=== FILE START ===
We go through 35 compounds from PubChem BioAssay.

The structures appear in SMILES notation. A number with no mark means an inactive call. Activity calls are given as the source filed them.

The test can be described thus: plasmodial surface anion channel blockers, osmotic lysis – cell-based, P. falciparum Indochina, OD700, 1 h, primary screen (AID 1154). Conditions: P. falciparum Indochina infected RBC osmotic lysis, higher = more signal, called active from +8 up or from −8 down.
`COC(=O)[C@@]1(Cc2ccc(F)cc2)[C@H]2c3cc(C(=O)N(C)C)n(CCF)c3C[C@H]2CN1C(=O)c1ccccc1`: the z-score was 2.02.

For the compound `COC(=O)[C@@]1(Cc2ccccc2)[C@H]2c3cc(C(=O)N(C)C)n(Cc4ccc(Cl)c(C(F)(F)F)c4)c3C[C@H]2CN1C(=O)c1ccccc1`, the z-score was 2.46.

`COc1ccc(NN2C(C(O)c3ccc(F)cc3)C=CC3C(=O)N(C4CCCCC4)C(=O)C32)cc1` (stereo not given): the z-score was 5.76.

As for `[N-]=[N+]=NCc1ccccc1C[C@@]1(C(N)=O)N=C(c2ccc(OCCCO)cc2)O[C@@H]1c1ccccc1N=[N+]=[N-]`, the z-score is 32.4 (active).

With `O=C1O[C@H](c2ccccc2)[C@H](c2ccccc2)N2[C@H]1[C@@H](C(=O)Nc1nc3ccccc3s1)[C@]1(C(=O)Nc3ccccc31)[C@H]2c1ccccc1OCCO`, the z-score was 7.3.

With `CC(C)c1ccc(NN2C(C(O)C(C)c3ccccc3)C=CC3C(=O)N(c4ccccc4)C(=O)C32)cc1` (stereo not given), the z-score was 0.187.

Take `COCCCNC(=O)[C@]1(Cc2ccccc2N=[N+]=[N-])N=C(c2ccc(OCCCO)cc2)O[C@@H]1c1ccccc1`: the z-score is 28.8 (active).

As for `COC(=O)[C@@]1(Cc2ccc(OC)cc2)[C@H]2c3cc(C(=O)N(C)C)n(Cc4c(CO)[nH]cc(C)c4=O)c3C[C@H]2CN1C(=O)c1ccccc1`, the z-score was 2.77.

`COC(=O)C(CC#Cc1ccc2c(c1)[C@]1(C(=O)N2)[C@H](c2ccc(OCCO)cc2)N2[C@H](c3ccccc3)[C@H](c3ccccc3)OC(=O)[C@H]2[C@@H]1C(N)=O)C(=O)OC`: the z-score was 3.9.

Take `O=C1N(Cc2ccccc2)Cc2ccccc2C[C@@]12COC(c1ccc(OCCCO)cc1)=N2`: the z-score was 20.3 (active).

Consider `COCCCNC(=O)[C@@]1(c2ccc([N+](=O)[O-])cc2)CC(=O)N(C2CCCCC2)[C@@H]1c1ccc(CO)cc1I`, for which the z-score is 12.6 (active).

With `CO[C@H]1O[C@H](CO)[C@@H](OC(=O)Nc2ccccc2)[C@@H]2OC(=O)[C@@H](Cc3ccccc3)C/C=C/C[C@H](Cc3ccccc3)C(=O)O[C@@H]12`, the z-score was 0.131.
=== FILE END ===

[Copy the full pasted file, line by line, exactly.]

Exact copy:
We go through 35 compounds from PubChem BioAssay.

The structures appear in SMILES notation. A number with no mark means an inactive call. Activity calls are given as the source filed them.

The test can be described thus: plasmodial surface anion channel blockers, osmotic lysis – cell-based, P. falciparum Indochina, OD700, 1 h, primary screen (AID 1154). Conditions: P. falciparum Indochina infected RBC osmotic lysis, higher = more signal, called active from +8 up or from −8 down.
`COC(=O)[C@@]1(Cc2ccc(F)cc2)[C@H]2c3cc(C(=O)N(C)C)n(CCF)c3C[C@H]2CN1C(=O)c1ccccc1`: the z-score was 2.02.

For the compound `COC(=O)[C@@]1(Cc2ccccc2)[C@H]2c3cc(C(=O)N(C)C)n(Cc4ccc(Cl)c(C(F)(F)F)c4)c3C[C@H]2CN1C(=O)c1ccccc1`, the z-score was 2.46.

`COc1ccc(NN2C(C(O)c3ccc(F)cc3)C=CC3C(=O)N(C4CCCCC4)C(=O)C32)cc1` (stereo not given): the z-score was 5.76.

As for `[N-]=[N+]=NCc1ccccc1C[C@@]1(C(N)=O)N=C(c2ccc(OCCCO)cc2)O[C@@H]1c1ccccc1N=[N+]=[N-]`, the z-score is 32.4 (active).

With `O=C1O[C@H](c2ccccc2)[C@H](c2ccccc2)N2[C@H]1[C@@H](C(=O)Nc1nc3ccccc3s1)[C@]1(C(=O)Nc3ccccc31)[C@H]2c1ccccc1OCCO`, the z-score was 7.3.

With `CC(C)c1ccc(NN2C(C(O)C(C)c3ccccc3)C=CC3C(=O)N(c4ccccc4)C(=O)C32)cc1` (stereo not given), the z-score was 0.187.

Take `COCCCNC(=O)[C@]1(Cc2ccccc2N=[N+]=[N-])N=C(c2ccc(OCCCO)cc2)O[C@@H]1c1ccccc1`: the z-score is 28.8 (active).

As for `COC(=O)[C@@]1(Cc2ccc(OC)cc2)[C@H]2c3cc(C(=O)N(C)C)n(Cc4c(CO)[nH]cc(C)c4=O)c3C[C@H]2CN1C(=O)c1ccccc1`, the z-score was 2.77.

`COC(=O)C(CC#Cc1ccc2c(c1)[C@]1(C(=O)N2)[C@H](c2ccc(OCCO)cc2)N2[C@H](c3ccccc3)[C@H](c3ccccc3)OC(=O)[C@H]2[C@@H]1C(N)=O)C(=O)OC`: the z-score was 3.9.

Take `O=C1N(Cc2ccccc2)Cc2ccccc2C[C@@]12COC(c1ccc(OCCCO)cc1)=N2`: the z-score was 20.3 (active).

Consider `COCCCNC(=O)[C@@]1(c2ccc([N+](=O)[O-])cc2)CC(=O)N(C2CCCCC2)[C@@H]1c1ccc(CO)cc1I`, for which the z-score is 12.6 (active).

With `CO[C@H]1O[C@H](CO)[C@@H](OC(=O)Nc2ccccc2)[C@@H]2OC(=O)[C@@H](Cc3ccccc3)C/C=C/C[C@H](Cc3ccccc3)C(=O)O[C@@H]12`, the z-score was 0.131.